7 Tips When Traveling with Your Cat to the Vet

Posted on March 13, 2015 under Cat Training and Behavior

A kitten waits in a crate after traveling to the veterinarian.

By Arden Moore, a certified dog and cat behaviorist with the International Association of Animal Behavior Consultants. Arden is an author, radio host, and writer for Pets Best, a pet health insurance agency for dogs and cats.

Unlike dogs, cats prefer to be homebodies. The first sighting of you lugging out the pet carrier just may send your cat dashing to under the middle of your king-sized bed – strategically positioned just out of arm’s reach from any side of the bed.

Most cats practice what I call feline algebra: C (Car) + C (Carrier) = C (Veterinary Clinic). That is an equation that can cause much disdain and even a bit of fright in some felines.

We humans need to take most of the blame for our cats’ panic attacks. After all, we don’t travel with our cats like we do with our dogs and usually the only time cats are in crates are when they must go someplace unpleasant ­ like a visit to the veterinary clinic. If you knew each time you heard the jingle of car keys that you were going to see your least favorite – and chattiest – relative you would want to dash and hide too.

Here are seven ways to make the visit to the veterinary clinic far more appealing to your cat:

1. Make the carrier a friend, not a foe. Do so by purposely leaving your cat’s carrier out and open inside your home. Located it in a favorite catnap spot. Up its feline real estate appeal by lining the carrier’s floor with a comfy towel or bedding.

2. Toss in treats and toys inside the carrier for your cat to pursue and enjoy. Casually, close the carrier door for a few seconds and then open it. Gradually, lengthen the duration to build up your cat’s tolerance of being inside.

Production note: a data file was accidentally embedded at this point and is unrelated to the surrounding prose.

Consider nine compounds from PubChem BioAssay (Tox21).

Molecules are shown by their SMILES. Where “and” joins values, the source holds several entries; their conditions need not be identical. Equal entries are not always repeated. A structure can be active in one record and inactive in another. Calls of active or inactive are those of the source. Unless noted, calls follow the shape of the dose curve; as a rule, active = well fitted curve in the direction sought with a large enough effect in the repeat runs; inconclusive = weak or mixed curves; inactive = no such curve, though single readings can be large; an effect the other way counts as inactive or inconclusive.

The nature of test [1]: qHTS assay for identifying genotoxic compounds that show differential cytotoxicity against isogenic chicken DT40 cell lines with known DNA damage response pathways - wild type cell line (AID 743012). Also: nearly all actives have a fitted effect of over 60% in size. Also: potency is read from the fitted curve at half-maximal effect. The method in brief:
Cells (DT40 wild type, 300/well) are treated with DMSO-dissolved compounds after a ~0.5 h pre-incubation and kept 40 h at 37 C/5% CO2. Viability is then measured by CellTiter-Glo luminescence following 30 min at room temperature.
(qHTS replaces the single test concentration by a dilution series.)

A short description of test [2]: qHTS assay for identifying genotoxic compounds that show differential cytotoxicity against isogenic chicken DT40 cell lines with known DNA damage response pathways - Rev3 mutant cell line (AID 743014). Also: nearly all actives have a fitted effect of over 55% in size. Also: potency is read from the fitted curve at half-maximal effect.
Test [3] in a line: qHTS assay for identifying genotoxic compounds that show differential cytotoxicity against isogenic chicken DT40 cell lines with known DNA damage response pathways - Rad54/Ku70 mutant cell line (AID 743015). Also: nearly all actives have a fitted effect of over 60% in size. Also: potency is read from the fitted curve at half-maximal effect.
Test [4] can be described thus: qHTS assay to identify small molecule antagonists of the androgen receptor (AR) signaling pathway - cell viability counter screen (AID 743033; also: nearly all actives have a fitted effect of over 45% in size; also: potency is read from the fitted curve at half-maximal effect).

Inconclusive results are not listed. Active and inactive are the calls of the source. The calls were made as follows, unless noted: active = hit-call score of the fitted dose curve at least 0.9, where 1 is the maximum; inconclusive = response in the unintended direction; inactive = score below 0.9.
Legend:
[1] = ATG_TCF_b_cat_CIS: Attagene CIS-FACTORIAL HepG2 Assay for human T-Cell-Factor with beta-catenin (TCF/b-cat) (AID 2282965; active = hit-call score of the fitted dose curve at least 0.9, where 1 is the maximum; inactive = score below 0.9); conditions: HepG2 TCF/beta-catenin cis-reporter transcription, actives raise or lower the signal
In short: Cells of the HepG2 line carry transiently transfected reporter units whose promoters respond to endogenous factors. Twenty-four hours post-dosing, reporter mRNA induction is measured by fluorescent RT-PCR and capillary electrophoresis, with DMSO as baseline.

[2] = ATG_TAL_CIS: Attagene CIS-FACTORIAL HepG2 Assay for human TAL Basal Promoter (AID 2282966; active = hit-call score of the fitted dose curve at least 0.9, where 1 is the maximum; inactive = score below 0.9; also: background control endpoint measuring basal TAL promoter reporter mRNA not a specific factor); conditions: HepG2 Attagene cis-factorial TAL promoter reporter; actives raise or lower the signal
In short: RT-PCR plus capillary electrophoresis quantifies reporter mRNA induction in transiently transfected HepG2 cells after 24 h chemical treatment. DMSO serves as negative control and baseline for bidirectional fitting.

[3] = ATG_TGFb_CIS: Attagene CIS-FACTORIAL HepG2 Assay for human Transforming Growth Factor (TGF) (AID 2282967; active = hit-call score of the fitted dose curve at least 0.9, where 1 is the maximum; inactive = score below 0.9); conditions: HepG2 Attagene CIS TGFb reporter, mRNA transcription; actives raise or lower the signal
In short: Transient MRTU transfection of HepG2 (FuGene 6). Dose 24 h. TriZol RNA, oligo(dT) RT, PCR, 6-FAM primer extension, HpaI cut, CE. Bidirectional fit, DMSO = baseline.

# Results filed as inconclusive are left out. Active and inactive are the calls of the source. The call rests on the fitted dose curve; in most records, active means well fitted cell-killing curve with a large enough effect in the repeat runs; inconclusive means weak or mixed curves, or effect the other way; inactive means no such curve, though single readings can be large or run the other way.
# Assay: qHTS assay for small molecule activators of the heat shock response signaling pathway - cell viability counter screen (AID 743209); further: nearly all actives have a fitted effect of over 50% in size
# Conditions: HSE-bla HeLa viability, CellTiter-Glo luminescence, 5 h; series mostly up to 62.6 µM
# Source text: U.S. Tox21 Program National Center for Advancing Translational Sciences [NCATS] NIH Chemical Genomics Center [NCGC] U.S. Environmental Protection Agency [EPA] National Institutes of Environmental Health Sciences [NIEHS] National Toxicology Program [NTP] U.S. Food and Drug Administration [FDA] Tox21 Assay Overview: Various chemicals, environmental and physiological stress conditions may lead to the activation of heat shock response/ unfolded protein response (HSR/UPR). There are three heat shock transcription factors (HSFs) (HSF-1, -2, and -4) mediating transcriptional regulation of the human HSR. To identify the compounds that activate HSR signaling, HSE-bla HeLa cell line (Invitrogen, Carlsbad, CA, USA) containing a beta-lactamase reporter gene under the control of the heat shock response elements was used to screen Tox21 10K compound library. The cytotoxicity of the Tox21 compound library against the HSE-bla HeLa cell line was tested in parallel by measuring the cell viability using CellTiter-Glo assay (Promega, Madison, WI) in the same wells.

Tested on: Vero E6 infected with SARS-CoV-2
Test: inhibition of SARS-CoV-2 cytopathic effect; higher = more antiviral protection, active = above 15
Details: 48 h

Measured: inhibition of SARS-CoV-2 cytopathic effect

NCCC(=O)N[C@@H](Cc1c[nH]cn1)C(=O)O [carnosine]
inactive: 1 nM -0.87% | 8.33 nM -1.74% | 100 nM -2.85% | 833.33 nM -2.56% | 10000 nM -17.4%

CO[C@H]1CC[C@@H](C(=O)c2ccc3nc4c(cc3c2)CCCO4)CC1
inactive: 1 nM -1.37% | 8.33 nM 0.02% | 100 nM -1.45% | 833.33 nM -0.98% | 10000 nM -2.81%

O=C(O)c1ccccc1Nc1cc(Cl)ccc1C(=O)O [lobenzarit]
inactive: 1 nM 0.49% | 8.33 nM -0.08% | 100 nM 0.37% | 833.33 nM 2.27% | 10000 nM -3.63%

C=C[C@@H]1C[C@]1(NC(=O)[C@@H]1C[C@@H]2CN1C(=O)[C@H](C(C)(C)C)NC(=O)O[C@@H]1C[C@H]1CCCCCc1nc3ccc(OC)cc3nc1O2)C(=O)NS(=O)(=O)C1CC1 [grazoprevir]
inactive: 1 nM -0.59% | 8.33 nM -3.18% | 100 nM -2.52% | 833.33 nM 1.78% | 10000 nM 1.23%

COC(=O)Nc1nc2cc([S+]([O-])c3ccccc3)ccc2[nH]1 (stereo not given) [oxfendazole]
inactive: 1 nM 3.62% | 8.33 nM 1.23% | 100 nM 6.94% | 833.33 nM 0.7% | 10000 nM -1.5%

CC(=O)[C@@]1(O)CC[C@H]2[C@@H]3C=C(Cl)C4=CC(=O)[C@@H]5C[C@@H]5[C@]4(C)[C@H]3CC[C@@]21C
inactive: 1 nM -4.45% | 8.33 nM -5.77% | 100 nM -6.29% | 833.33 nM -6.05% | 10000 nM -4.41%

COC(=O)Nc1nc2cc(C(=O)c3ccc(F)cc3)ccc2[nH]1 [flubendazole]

3. Do a test drive inside your home. Tote your cat inside his carrier around your house and then open the door. Time this in-home trip right before meal time, so your cat’s travel “reward” is awaiting him after his trek.

4. Shift into the parked position. Get your cat accustomed to car rides gradually. Start by hanging out with your cat in his carrier inside your parked car. Reward him with small healthy treats for being calm.

5. Create a mobile sound distraction. During the ride, tune the car radio to a jazz or blues station at a low volume. Also, try to avoid any sudden, jarring stops.

6. Make the veterinary exam room more feline “fang shui.” Bring a thick bath towel to the veterinary clinic so your cat doesn’t have to get a chill from the stainless steel exam table. Also, you – or that savvy veterinary tech – can wrap your cat in the towel (think kitty “purrito”) to keep him calm during an examination. Towels can bring out the calm in many cats.

7. Book wellness appointments. Cats are masters at masking pain and may not show any outward signs until a disease is in the advanced stages. Counter that feline mindset by purposely taking your cat at least once a year – ideally twice a year – for wellness visits. You will give your cat more exposure to the veterinarian and staff under more pleasant circumstances and may even catch conditions early enough to extend your cat’s life and save on your veterinary bills.

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